Now for the weekly local safety and security reports from Bexley Borough Neighbourhood Watch Association. Firstly the report from Barnehurst ward:- "Again, no burglaries reported on Barnehurst Ward however we have suffered some incidents of vehicle crime. On Sunday 18/10/2020 a rear window to a vehicle was smashed in Eversley Avenue. On Sunday 25/10/2020 again in Eversley Avenue a wing mirror had been ripped off and was found further up the road. In Appledore Avenue on Sunday 25/10/2020 at 21.00 hours a brick was thrown at a parked vehicle causing damage to the roof and bonnet. We have received reports of drug dealing in Hillingdon Road and Eversley Avenue and patrols will be concentrated to these areas. This week our Safer Neighbourhood Inspector Richard Lowe,  joined PCSO Cathy Nolan for a foot patrol around the ward and a vast area was covered including Barnehurst Golf Course area, Martens Avenue, Bursted Woods area, the local shopping area of Barnehurst Road and Eversley Avenue where a visit was made to our Neighbourhood Watch Coordinator". Bexleyheath ward:- "We have had lots of catalytic converters stolen this week, and they are all from HONDA JAZZ models, please be vigilant when parking your cars. Also, ladies if you do have a handbag please place in the footwell of your vehicle and ensure that all of your car doors are locked when driving, take your handbag out of the car when you exit it as this theft was very quick and caught the victim off guard". Crayford ward:- "Much better news this week, no burglaries!  But let’s not be complacent, please see www.met.police for crime prevention advice. Three crimes of note this week, all catalytic converter thefts.  The catalytic converter was stolen from a red Honda Jazz whilst parked in Lea Vale on Sunday 25th October. Whilst parked in Norris Way the catalytic converter was stolen from a vehicle at 22.10 on Sunday 25th October, there is CCTV evidence for this offence. On Tuesday 27th October the catalytic converter was stolen from a blue Toyota Auris whilst parked at Stadium Way, the exhaust was cut too. We will be on late shift on Halloween and will be actively patrolling in areas known for anti-social behaviour". Erith ward - no report this week. Northumberland Heath ward - no report this week. Slade Green and Northend ward:- "Unfortunately, 4 vehicles have been stolen in the last week from various parts of the ward. CCTV and ring doorbell footage for each theft is being looked at. One delivery driver had his vehicle stolen after leaving the engine running and the keys inside. Please be mindful in securing your vehicles at all times. Several stop and searches have been made by PC’s Mark and James resulting in various quantity of drugs seized and the relevant actions taken against the individuals. Extra patrols will be ongoing across the borough this coming Halloween to tackle any increased ASB". Thamesmead East ward:- "Vehicle Crime - MARAN WAY Wed Wednesday 21/10/20 between 8:55 pm - 9:31 pm victim reports suspects removed the vehicle with a tow truck. HOLSTEIN WAY Thursday 22/10/20 between 6 pm and 10 pm victim reports Catalytic converter removed from Honda Civic by suspect/s unknown.  SEACOURT ROAD Thursday 22/19/20 and Monday 26/10/20 Victim reports 3 bags of sharp sand were left in an open back tipper truck which has been removed by suspect/s unknown. PARKWAY between Friday 23/10/20 and Sunday 25/10/20 Victim states suspect/s unknown have stolen Ford Transit van. SYDNEY ROAD Saturday 24/10/20 between 12 midday - 9:47 pm Victim reports unknown suspect/s entered the vehicle and removed two bags from the boot. Victim stated there was no damage to the vehicle as sometimes the boot does not shut properly. WOLVERCOTE ROAD between Sunday 25/10/20 9 pm and  Monday 26/10/20 7 am Victim reports a speaker, charging cable and old bank card removed from victims vehicle without damage by suspect/s unknown. HOLSTEIN WAY between Monday 26/10/20 8 pm and Wednesday 28/10/20 5 pm Victim reports catalytic converter removed from Lexus. Criminal Damage - MANGOLD WAY between Sunday 25/10/20 2 pm and Tuesday 27/10/20 12 midday victim reports vehicle being scratched down one side by suspect/s unknown". West Heath ward:- "There were no reported burglaries from 21/10/20 to 26/10/20. There were two reported thefts from motor vehicles for the same period. On Sunday 25/10/2020 at 1000 hours the informant reported that their vehicle was broken into and items stolen including the locking wheel outside The Pantiles. Thursday On 22/10/2020 at 1115 hours  keys were stolen out of the car’s ignition from an unlocked car outside Gipsy Road".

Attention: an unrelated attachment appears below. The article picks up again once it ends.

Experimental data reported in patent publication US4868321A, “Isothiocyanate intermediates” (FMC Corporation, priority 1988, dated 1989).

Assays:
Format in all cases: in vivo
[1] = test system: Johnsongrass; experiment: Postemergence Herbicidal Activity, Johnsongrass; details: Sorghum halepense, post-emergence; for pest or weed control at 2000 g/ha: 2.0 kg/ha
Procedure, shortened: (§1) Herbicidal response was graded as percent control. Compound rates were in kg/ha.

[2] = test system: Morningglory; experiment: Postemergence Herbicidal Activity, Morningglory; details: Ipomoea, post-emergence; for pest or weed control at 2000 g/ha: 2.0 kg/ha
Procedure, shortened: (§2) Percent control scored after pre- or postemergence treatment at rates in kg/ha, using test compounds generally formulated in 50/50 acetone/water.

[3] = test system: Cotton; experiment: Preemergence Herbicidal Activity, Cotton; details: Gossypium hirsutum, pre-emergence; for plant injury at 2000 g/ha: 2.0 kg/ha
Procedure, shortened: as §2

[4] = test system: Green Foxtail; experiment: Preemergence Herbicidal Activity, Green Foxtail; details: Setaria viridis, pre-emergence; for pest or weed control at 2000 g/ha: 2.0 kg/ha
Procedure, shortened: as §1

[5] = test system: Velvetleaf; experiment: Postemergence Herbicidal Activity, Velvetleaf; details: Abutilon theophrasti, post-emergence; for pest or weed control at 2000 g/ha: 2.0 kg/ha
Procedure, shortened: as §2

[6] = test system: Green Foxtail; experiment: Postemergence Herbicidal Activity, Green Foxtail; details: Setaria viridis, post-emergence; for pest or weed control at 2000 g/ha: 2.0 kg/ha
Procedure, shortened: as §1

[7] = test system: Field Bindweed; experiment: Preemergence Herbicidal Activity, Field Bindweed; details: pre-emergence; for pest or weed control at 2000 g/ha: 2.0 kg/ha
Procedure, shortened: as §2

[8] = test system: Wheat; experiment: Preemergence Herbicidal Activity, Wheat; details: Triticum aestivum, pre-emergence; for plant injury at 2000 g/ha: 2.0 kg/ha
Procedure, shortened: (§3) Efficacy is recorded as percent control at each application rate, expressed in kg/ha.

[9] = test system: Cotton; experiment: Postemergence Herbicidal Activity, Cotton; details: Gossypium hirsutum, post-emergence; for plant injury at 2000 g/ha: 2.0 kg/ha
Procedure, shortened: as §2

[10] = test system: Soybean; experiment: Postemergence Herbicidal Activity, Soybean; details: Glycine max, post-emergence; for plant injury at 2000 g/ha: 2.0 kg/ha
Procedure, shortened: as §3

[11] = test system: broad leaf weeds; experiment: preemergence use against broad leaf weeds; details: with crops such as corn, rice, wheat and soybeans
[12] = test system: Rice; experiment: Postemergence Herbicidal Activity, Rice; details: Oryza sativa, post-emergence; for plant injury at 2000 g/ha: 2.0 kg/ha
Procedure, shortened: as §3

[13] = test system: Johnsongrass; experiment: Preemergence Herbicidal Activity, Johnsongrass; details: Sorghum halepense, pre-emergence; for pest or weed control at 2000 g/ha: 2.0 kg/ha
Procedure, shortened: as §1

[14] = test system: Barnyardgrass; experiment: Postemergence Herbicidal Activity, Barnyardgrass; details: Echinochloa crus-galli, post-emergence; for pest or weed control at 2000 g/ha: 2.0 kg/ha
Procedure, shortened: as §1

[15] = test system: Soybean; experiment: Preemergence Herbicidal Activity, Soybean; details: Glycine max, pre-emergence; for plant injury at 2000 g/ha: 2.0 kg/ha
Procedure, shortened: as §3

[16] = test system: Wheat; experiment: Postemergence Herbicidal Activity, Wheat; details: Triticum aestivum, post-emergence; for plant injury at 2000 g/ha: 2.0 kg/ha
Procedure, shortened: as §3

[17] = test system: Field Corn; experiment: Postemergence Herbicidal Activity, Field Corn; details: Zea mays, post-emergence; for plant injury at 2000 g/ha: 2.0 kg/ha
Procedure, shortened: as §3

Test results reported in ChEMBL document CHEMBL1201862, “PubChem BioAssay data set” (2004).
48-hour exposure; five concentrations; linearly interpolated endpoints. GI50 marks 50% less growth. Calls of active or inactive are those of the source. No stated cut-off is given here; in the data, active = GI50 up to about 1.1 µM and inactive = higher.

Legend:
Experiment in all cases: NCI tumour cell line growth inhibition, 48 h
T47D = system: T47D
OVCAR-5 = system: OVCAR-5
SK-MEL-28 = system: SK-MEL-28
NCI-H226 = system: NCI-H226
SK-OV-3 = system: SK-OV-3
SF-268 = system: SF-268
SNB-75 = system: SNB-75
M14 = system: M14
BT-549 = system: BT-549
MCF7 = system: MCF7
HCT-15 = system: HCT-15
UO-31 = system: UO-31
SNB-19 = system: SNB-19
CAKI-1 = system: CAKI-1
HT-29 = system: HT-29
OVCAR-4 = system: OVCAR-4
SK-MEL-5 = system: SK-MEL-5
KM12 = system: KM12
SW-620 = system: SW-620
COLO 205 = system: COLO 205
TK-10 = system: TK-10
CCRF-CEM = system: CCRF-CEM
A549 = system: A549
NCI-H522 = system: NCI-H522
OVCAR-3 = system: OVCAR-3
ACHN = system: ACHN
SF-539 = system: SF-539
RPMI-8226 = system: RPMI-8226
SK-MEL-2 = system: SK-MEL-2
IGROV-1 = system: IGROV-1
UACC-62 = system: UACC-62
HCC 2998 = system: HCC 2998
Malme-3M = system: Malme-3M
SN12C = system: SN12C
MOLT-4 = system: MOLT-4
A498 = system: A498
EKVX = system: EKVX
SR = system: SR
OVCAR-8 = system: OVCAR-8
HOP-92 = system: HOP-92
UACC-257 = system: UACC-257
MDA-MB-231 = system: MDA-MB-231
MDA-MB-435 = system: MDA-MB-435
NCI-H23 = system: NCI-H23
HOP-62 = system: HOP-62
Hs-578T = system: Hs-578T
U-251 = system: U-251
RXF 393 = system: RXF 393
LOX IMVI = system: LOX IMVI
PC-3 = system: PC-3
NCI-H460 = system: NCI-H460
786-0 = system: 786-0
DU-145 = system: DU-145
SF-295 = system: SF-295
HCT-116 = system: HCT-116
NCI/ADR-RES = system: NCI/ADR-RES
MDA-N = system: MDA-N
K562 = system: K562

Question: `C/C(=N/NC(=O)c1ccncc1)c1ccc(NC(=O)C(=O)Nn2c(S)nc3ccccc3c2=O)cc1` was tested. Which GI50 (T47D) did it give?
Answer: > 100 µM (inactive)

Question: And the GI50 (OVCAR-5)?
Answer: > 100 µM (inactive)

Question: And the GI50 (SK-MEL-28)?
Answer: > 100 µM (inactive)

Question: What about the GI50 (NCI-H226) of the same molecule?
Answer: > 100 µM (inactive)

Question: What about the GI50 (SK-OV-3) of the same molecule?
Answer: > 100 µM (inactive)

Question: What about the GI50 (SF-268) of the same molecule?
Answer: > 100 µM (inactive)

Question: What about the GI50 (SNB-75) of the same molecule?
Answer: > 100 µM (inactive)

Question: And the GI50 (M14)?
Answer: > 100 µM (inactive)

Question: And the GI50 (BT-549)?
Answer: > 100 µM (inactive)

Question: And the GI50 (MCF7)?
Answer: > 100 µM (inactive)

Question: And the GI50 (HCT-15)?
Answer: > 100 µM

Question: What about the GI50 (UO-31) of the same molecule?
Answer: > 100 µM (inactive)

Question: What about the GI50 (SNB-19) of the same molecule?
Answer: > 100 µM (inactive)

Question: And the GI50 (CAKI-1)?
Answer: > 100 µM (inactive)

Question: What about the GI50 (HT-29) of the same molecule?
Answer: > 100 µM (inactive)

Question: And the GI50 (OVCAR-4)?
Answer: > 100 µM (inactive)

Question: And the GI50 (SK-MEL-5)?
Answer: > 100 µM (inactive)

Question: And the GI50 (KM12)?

The end video this week is a short promotional film on the aforementioned Chislehurst Cave - a place well worth visiting post lockdown.  Email me at